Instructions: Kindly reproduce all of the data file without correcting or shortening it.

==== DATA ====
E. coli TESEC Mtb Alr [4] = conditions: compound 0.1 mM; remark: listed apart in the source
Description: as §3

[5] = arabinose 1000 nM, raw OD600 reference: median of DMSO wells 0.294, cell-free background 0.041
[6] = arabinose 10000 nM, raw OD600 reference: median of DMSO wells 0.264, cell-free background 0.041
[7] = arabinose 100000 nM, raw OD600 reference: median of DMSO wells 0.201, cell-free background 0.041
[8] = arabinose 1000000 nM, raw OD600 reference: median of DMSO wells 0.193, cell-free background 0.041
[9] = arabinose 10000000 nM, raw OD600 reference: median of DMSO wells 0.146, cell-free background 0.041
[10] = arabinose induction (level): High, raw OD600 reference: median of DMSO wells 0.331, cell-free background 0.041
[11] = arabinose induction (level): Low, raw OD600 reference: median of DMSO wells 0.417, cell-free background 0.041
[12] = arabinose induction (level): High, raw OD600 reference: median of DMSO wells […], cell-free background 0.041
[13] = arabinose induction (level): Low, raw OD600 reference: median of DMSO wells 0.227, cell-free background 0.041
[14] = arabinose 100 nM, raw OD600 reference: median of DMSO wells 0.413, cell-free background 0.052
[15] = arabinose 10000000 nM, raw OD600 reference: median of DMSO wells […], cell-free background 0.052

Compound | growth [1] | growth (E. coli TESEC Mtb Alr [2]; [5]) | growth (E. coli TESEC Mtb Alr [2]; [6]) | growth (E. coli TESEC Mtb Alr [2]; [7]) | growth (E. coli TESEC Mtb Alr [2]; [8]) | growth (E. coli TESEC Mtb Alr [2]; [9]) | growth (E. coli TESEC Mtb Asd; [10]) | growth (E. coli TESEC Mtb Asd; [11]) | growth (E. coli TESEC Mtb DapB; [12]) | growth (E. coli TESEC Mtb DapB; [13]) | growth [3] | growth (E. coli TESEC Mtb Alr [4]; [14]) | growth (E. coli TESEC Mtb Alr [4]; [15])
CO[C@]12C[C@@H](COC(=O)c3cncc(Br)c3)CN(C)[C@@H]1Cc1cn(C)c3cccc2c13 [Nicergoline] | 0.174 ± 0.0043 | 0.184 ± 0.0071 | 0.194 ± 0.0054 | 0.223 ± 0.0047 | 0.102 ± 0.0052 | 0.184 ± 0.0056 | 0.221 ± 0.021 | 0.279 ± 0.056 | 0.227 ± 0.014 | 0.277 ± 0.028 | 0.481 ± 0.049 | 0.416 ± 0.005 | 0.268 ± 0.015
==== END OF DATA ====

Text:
E. coli TESEC Mtb Alr [4] = conditions: compound 0.1 mM; remark: listed apart in the source
Description: as §3

[5] = arabinose 1000 nM, raw OD600 reference: median of DMSO wells 0.294, cell-free background 0.041
[6] = arabinose 10000 nM, raw OD600 reference: median of DMSO wells 0.264, cell-free background 0.041
[7] = arabinose 100000 nM, raw OD600 reference: median of DMSO wells 0.201, cell-free background 0.041
[8] = arabinose 1000000 nM, raw OD600 reference: median of DMSO wells 0.193, cell-free background 0.041
[9] = arabinose 10000000 nM, raw OD600 reference: median of DMSO wells 0.146, cell-free background 0.041
[10] = arabinose induction (level): High, raw OD600 reference: median of DMSO wells 0.331, cell-free background 0.041
[11] = arabinose induction (level): Low, raw OD600 reference: median of DMSO wells 0.417, cell-free background 0.041
[12] = arabinose induction (level): High, raw OD600 reference: median of DMSO wells […], cell-free background 0.041
[13] = arabinose induction (level): Low, raw OD600 reference: median of DMSO wells 0.227, cell-free background 0.041
[14] = arabinose 100 nM, raw OD600 reference: median of DMSO wells 0.413, cell-free background 0.052
[15] = arabinose 10000000 nM, raw OD600 reference: median of DMSO wells […], cell-free background 0.052

Compound | growth [1] | growth (E. coli TESEC Mtb Alr [2]; [5]) | growth (E. coli TESEC Mtb Alr [2]; [6]) | growth (E. coli TESEC Mtb Alr [2]; [7]) | growth (E. coli TESEC Mtb Alr [2]; [8]) | growth (E. coli TESEC Mtb Alr [2]; [9]) | growth (E. coli TESEC Mtb Asd; [10]) | growth (E. coli TESEC Mtb Asd; [11]) | growth (E. coli TESEC Mtb DapB; [12]) | growth (E. coli TESEC Mtb DapB; [13]) | growth [3] | growth (E. coli TESEC Mtb Alr [4]; [14]) | growth (E. coli TESEC Mtb Alr [4]; [15])
CO[C@]12C[C@@H](COC(=O)c3cncc(Br)c3)CN(C)[C@@H]1Cc1cn(C)c3cccc2c13 [Nicergoline] | 0.174 ± 0.0043 | 0.184 ± 0.0071 | 0.194 ± 0.0054 | 0.223 ± 0.0047 | 0.102 ± 0.0052 | 0.184 ± 0.0056 | 0.221 ± 0.021 | 0.279 ± 0.056 | 0.227 ± 0.014 | 0.277 ± 0.028 | 0.481 ± 0.049 | 0.416 ± 0.005 | 0.268 ± 0.015